If you are visiting Florida for the first time and you plan on renting a car, it is important that you first read and understand Florida car rental laws so that you won’t be going against the law. The truth is that ignorance of the law is not an excuse and when you break the law, you will face the consequences.
When hiring a car, you’ll typically need your driver’s license, credit card, and passport. The age requirement to rent a vehicle is 21. Keep in mind, though, that certain automobile rental companies will charge more for drivers under the age of 25.
Here are the Most Important Florida Car Rental Laws That You Must Know
- You must be 25 years old to rent a car in Florida; if you are younger, you may have to pay a young driver’s fee, which varies by rental facility. You need to have a legitimate driver’s license with a picture, a document with a photo, such as a passport or a driver’s license a debit or credit card (check the acceptable forms of payment at the location you are renting from).
- Please note that in Florida, an international driver’s license (might not apply to driver’s licenses that are in the Latin alphabet).
- To rent a car in Florida, you must have a minimum of 2 years of driving experience.
- You must drive on the right side of the road at all times in Florida. The marked legal speed limits are on the right side for your reference as you drive. When the light turns red, you can stop your automobile and turn right. However, you cannot turn right if there is a “no right on red” sign at the intersection.
- In Florida, you must always have your car’s headlights on from dusk until morning, as well as when it is raining or foggy outside. When stopped at toll booths, make sure the wipers are not on. Driving while intoxicated or under the influence of alcohol, drugs, or both are prohibited in Florida. If you get intoxicated, make sure you have a sober, licensed driver.
- In Florida, it is also illegal to text while driving your car, irrespective of your age. There are no talking restrictions, but you can make calls using a hands-free device.
- Before 2013, Florida driving laws allowed foreign tourists to drive with their licenses from home. However, this changed in 2013 when state officials overturned this permission.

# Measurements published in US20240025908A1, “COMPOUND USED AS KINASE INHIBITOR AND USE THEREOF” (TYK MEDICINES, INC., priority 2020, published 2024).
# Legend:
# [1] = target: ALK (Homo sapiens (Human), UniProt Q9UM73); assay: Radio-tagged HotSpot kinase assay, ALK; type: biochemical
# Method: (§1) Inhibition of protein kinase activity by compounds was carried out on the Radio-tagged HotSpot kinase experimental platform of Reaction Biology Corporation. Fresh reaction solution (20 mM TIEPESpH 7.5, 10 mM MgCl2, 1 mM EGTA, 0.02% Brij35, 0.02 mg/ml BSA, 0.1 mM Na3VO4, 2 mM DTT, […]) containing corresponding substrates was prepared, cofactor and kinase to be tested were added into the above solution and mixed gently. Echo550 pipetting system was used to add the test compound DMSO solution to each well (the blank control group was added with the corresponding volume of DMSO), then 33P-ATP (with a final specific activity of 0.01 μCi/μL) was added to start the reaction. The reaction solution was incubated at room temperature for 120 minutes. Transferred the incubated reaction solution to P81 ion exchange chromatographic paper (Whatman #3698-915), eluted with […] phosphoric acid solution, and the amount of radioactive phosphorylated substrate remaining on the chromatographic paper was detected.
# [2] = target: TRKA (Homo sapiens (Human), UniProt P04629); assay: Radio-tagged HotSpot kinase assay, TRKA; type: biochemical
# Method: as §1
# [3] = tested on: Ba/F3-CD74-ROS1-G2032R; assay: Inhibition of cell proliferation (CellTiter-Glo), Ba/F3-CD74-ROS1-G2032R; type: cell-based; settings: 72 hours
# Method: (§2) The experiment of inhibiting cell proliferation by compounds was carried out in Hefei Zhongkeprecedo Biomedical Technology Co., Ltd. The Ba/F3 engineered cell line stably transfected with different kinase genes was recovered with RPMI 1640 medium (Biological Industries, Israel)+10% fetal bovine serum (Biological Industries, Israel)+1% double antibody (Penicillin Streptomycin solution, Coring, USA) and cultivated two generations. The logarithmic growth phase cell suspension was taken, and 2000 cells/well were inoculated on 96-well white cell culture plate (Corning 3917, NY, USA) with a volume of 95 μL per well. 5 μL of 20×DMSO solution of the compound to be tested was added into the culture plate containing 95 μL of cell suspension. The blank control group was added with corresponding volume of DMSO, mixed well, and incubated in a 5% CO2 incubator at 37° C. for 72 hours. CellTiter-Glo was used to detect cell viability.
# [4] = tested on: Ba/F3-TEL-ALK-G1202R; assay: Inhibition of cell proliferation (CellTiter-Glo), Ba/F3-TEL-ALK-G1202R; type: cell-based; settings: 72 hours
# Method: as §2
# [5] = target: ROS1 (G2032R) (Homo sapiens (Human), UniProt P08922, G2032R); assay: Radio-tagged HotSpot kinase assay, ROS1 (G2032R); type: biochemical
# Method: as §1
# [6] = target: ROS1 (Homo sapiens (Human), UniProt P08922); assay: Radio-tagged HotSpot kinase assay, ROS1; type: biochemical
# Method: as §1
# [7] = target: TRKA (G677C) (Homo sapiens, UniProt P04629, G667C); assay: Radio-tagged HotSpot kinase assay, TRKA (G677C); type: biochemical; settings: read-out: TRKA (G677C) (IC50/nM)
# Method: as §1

- You may utilize your learner’s license or permission from another state as long as you follow Florida’s learner’s permit requirements. You may only drive during the day if your learner’s permit is less than three months old. You are required to drive with a licensed driver who is at least 21 years old in the front passenger seat.
- In most cases in Florida, car rental businesses are not liable for accident-related losses. They won’t be held responsible for the harm done to other cars in addition to not being held accountable for harm done to their own rental car.
- Florida mandates that car rental agencies have insurance on their fleet. There is, however, no matching law that requires the purchase of supplementary insurance.
Table of Contents
Seat Belt Requirements in Florida
In Florida and throughout the United States, driving laws require the use of seat belts. Use of a kid car seat is required for children who are under 40 pounds or four years old. Make sure to ask your car rental provider about the seat.
Please be aware that even if your car contains airbags, everyone in the front seat must wear a seat belt. Additionally, it is against the law to drive in Florida if any passengers are under the age of 18 and without buckling up. Furthermore, they must buckle up when using the front passenger seat.
Mileage Policy in Florida
The maximum allowable distance you are allowed to drive with a rental automobile per day (or occasionally per week) is specified in the mileage policy of the rental company. You will be charged an extra cost for each mile you drive once you drive farther than the allowed limit. Additionally, there may be a mileage cap for the entire rental duration.
Mileage restrictions are subject to change across rental car companies. It’s crucial to be aware of them prior to renting a car, especially if you want to drive frequently or cover significant distances.
Remember that many rental agencies limit the permitted mileage for Florida residents.
Car Rental Fuel Policy in Florida
In Florida, when it comes to fuel, many automobiles rental agencies have varied policies. Among the most popular ones are:
You are expected to return the car with a full tank of fuel because you collected it with a full tank.
You are supposed to return the car with the same amount of fuel after being handed it.
When renting a car, you pay in advance for a full tank of gas and are permitted to return the vehicle with an empty tank; in these circumstances, you may or may not be reimbursed if you return a vehicle with some petrol still in the tank.
Before leaving your native country or state, it is vital to familiarize yourself with these driving laws and regulations in Florida. Additionally, try to make your car arrangements online or over the phone before your trip. Also, ask the car rental company how they manage tolls, particularly on all-electronic tolling routes.
The TOLL-BY-PLATE electronic collection system is available with most large providers, and charges are made to the credit card used to rent the vehicle.
Make sure you have the essential maps or GPS devices, as well as all the emergency phone numbers. Florida 511 can be used to examine traffic cameras or find out the level of traffic on specific roadways. You can also call 511 to learn about the current traffic situation.